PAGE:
Business meetings and events budgets are not expected to return to pre-COVID levels until at least 2023, according to the latest research by the Meetings Industry Association (mia).
Compiled in collaboration with ABPCO, AIEA, Edge Venues, Headbox, and Venue Directory and many others, the research revealed how it could take another two years for the sector to completely bounce back from the impact of COVID-19.
Compared to pre-COVID levels, planners are forecasting average event budgets to be down 32% by the end of this year and will remain in a 12.5% deficit from 2023. A similar picture is being reported by booking agents who expect to see a reduction of 42% this year and a 17% reduction by 2023.
The main factors affecting confidence is the uncertainty around future restrictions and their impact on capacities, alongside COVID-Secure protocols having a detrimental effect on the delegate experience as well as financial risks and the lack of insurance.
However, the UK’s current successful roll out of the vaccine programme could aid a faster recovery as it was highlighted by both planners and agents as the leading assisting factor followed by the lifting of capacity restrictions and social distancing measures.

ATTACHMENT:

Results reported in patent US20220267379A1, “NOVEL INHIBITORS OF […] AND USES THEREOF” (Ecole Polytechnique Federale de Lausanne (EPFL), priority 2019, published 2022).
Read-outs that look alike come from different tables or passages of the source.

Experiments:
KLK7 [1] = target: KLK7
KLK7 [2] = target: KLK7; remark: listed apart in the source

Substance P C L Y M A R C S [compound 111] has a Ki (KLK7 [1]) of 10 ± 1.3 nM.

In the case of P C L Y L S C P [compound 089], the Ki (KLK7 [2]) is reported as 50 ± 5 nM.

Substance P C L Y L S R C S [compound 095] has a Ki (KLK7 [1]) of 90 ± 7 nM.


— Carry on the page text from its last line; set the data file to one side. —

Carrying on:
Currently, just over a third (37%) of both agents and planners have events scheduled to take place in Q2 2021. 84% of agents and 42% of planners have events scheduled to take place in Q3 and/or Q4 of 2021 with both reporting 50% of these are due to take place in a hybrid format.
Of enquiries that event agents are receiving, they are predominantly being made by organisations within the pharmaceutical and education and financial sectors, while conferences and forums, training events, corporate events, and teambuilding lead the way in terms of the type of events that are garnering the most interest. Average lead times have also currently extended from 5 months in pre-COVID times to currently 11 months – demonstrating the logistical challenges presented by the ongoing restrictions.
Jane Longhurst, chief executive of the mia, said: “While there is light at the end of the tunnel, the expected recovery times clearly highlight how the business meetings and events sector will not immediately bounce back to pre-COVID levels.
“We have already shared the findings with both DCMS and the All-Party Parliamentary Group for Events, as it clearly demonstrates that as the sector slowly rebuilds it will need dedicated government support beyond the preliminary reopening date for events, which is why we have called for the Chancellor to offer tailored intervention in tomorrow’s budget including business rate relief packages, the introduction of a government-backed insurance scheme and an extension in the VAT reduction.
“Meanwhile we are continuing with our collaborative work with government to demonstrate that physical live events can take place safely and securely.”